Being an editor at Healthcare Informatics, I often have to multitask. We produce web stories every day, we have our print issue eight times a year, and then we have special projects that require considerable attention. To best juggle these tasks, I have to prioritize the most important things over the not-as-important things. This might seem obvious, but the fact of the matter is some things deserve more time and effort than other things. I will make sure the number one thing on my to-do list gets done no matter what, even if it’s at the cost of lesser important tasks.
I bring this up because most people, regardless of job type, could relate to this aspect of my job—we all have to prioritize to some degree. This includes the Department of Health and Human Services (HHS) and within it, the Office of the National Coordinator for Health IT (ONC). So when Karen DeSalvo, M.D., was tapped by Sylvia Mathews Burwell, the Secretary of the Department of HHS to step away as National Coordinator for Health IT and serve as the Acting Assistant Secretary for Health as part of the Ebola response team, I couldn’t help but wonder what the main priority of Burwell and the federal government was. Was it Ebola response or was it health IT, particularly at a time when healthcare organizations need leadership and vision more than ever before?
The answer clearly seems to be the former, although ONC has seemed to do some “damage control” regarding its top-level changes recently, saying that DeSalvo will maintain leadership at ONC. During a Nov. 4 Policy Committee meeting, DeSalvo said, “Health IT and ONC remain a priority for this department and this country.” We might never know, but to me, it seems like the federal agency has been trying to appease health IT folks in the wake of this news, coupled with the announcements that Doug Fridsma, M.D., Ph.D, and Judy Murphy, R.N., have also departed ONC, with Jacob Reider, M.D., leaving at the end of November. Furthering this thought, a source at ONC told HCI that DeSalvo still expected to still work with ONC in her new role but will spend the majority of her time on other duties.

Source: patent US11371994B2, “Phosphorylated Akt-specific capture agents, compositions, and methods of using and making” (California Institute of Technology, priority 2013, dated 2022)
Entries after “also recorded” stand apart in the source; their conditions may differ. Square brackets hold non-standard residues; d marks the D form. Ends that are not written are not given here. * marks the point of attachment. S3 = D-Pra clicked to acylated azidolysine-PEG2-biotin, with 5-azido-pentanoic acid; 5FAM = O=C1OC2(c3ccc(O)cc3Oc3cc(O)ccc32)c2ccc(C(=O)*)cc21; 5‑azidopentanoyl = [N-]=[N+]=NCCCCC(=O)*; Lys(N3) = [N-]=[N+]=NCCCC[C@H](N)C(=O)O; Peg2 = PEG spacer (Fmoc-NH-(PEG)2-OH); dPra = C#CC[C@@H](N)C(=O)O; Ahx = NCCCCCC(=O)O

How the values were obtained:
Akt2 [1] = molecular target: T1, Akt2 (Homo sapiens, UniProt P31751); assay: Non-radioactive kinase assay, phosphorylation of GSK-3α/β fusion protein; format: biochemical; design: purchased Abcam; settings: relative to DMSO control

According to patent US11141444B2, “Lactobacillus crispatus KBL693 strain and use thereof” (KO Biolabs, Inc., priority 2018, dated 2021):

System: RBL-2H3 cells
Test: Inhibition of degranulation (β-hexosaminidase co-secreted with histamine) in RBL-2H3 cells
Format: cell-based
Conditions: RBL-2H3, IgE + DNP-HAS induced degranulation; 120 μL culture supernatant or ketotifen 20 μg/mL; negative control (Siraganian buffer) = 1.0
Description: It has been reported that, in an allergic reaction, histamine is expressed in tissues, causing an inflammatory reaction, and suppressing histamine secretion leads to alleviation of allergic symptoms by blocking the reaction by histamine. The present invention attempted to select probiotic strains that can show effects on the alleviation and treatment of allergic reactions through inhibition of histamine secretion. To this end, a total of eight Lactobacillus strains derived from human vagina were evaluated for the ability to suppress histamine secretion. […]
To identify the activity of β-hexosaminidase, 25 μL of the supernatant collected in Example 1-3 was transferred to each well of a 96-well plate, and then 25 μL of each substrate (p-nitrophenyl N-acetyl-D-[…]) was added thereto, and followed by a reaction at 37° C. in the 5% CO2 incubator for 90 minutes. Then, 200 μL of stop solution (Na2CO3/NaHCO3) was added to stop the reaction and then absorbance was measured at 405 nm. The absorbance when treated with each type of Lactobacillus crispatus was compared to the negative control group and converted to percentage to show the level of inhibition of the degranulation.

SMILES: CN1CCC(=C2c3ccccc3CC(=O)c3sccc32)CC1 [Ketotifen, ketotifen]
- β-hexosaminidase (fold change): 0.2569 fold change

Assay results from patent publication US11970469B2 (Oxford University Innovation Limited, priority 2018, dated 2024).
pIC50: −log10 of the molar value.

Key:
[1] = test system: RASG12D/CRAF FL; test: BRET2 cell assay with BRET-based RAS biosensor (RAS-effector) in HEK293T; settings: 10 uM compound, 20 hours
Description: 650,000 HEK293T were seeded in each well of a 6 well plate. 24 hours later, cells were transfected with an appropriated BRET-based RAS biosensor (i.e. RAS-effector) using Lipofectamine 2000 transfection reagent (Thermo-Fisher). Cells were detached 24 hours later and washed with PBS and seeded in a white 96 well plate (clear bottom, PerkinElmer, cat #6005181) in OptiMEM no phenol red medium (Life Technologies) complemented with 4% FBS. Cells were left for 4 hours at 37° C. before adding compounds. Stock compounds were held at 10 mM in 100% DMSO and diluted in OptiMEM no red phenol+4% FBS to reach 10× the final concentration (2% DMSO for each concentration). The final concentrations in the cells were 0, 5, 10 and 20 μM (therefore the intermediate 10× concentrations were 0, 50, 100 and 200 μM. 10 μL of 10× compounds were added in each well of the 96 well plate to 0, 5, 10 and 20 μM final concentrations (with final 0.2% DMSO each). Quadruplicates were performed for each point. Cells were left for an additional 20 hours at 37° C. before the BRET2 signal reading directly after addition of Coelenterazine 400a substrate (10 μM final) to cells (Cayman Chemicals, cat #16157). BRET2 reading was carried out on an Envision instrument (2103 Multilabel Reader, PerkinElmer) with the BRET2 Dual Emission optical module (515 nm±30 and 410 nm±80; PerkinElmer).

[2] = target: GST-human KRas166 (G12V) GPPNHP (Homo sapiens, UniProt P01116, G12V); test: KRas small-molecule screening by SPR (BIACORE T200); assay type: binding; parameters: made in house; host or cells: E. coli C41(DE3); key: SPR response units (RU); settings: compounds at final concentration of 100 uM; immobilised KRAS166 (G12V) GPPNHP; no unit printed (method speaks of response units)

While HCI’s Editor-in-Chief Mark Hagland went into far more detail than I will about the inside happenings amidst the leadership changes at ONC in his recent excellent blog post, I do want to take this from him: according to Hagland’s sources, “[DeSalvo] has no intention of being more than technically in charge [at ONC], as her attentions are now divided between her HHS work around the high-profile Ebola crisis and a potential political career. That leaves her status as intensely ambiguous, at the very least.”
First, let’s take a step back and look at the Ebola “crisis.” There is nothing to sugarcoat about the epidemic in West Africa; what’s happening there is just devastating, with death tolls reaching 5,000 according to recent CDC data. But in America, it’s a different story. In fact, when Dr. Craig Spencer, the New York City-based physician who contracted Ebola while treating patient in Guinea, was dismissed from Bellevue Hospital on the morning of Nov. 11, the U.S. went back on the list of countries without Ebola cases. What’s more, eight of the nine known Ebola cases in the U.S. have resulted in patient recoveries, with the one death occurring in what was (what now seems like) a pretty avoidable situation.
I’m not saying Ebola can’t be scary; it could, and the fact that it can spread exponentially is especially worrisome. But let’s face reality: the U.S., from what we know, is clear of the virus, and much of the hype surrounding Ebola in our country might have been media-driven. Even on the page of the HHS website that explains the position that DeSalvo has now taken, it says: “It is extraordinarily unlikely that Ebola would spread widely in the United States both because the disease requires direct contact with bodily fluid of someone who is infected with and has symptoms of Ebola.” The very agency that pulled DeSalvo from health IT for Ebola admits a spread is near impossible—go figure!
DeSalvo has unique experience when it comes to public health— she had previously served as New Orleans health commissioner, and after Hurricane Katrina hit, she was instrumental in building an award-winning model of neighborhood-based primary care and mental health services for low-income, uninsured and other vulnerable individuals with a sophisticated health IT infrastructure. That experience and knowledge should not be diminished in any way. But with the likelihood of Ebola spreading in the U.S. so small and the frenzy now dying, what exactly is so new and pressing that as a result, will take DeSalvo away from her role as National Coordinator for Health IT?